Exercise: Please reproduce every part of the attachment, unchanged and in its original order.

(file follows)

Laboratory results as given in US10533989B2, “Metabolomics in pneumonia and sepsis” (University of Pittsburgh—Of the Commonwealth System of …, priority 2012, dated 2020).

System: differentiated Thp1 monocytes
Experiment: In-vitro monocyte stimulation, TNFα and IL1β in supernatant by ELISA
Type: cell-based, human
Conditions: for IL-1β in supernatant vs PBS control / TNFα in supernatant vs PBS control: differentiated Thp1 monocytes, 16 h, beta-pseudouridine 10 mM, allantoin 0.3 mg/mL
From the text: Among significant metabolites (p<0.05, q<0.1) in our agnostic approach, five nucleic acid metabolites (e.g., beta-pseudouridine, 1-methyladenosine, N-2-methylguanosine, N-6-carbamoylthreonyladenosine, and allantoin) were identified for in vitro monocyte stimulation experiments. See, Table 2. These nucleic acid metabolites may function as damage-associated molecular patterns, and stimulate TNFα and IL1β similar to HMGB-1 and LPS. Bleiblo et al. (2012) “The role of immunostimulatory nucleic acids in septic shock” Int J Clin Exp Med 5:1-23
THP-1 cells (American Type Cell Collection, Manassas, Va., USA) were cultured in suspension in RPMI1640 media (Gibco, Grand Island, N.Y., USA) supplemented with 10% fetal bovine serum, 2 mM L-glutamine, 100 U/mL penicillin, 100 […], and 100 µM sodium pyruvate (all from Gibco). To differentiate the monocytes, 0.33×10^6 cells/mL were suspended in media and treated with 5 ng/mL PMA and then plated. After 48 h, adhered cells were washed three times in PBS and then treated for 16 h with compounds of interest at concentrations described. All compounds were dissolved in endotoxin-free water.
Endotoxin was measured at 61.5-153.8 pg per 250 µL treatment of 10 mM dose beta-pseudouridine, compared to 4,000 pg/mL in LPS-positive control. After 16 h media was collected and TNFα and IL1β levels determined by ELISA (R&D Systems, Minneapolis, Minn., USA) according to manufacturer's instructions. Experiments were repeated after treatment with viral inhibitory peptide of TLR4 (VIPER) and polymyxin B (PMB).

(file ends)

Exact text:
Laboratory results as given in US10533989B2, “Metabolomics in pneumonia and sepsis” (University of Pittsburgh—Of the Commonwealth System of …, priority 2012, dated 2020).

System: differentiated Thp1 monocytes
Experiment: In-vitro monocyte stimulation, TNFα and IL1β in supernatant by ELISA
Type: cell-based, human
Conditions: for IL-1β in supernatant vs PBS control / TNFα in supernatant vs PBS control: differentiated Thp1 monocytes, 16 h, beta-pseudouridine 10 mM, allantoin 0.3 mg/mL
From the text: Among significant metabolites (p<0.05, q<0.1) in our agnostic approach, five nucleic acid metabolites (e.g., beta-pseudouridine, 1-methyladenosine, N-2-methylguanosine, N-6-carbamoylthreonyladenosine, and allantoin) were identified for in vitro monocyte stimulation experiments. See, Table 2. These nucleic acid metabolites may function as damage-associated molecular patterns, and stimulate TNFα and IL1β similar to HMGB-1 and LPS. Bleiblo et al. (2012) “The role of immunostimulatory nucleic acids in septic shock” Int J Clin Exp Med 5:1-23
THP-1 cells (American Type Cell Collection, Manassas, Va., USA) were cultured in suspension in RPMI1640 media (Gibco, Grand Island, N.Y., USA) supplemented with 10% fetal bovine serum, 2 mM L-glutamine, 100 U/mL penicillin, 100 […], and 100 µM sodium pyruvate (all from Gibco). To differentiate the monocytes, 0.33×10^6 cells/mL were suspended in media and treated with 5 ng/mL PMA and then plated. After 48 h, adhered cells were washed three times in PBS and then treated for 16 h with compounds of interest at concentrations described. All compounds were dissolved in endotoxin-free water.
Endotoxin was measured at 61.5-153.8 pg per 250 µL treatment of 10 mM dose beta-pseudouridine, compared to 4,000 pg/mL in LPS-positive control. After 16 h media was collected and TNFα and IL1β levels determined by ELISA (R&D Systems, Minneapolis, Minn., USA) according to manufacturer's instructions. Experiments were repeated after treatment with viral inhibitory peptide of TLR4 (VIPER) and polymyxin B (PMB).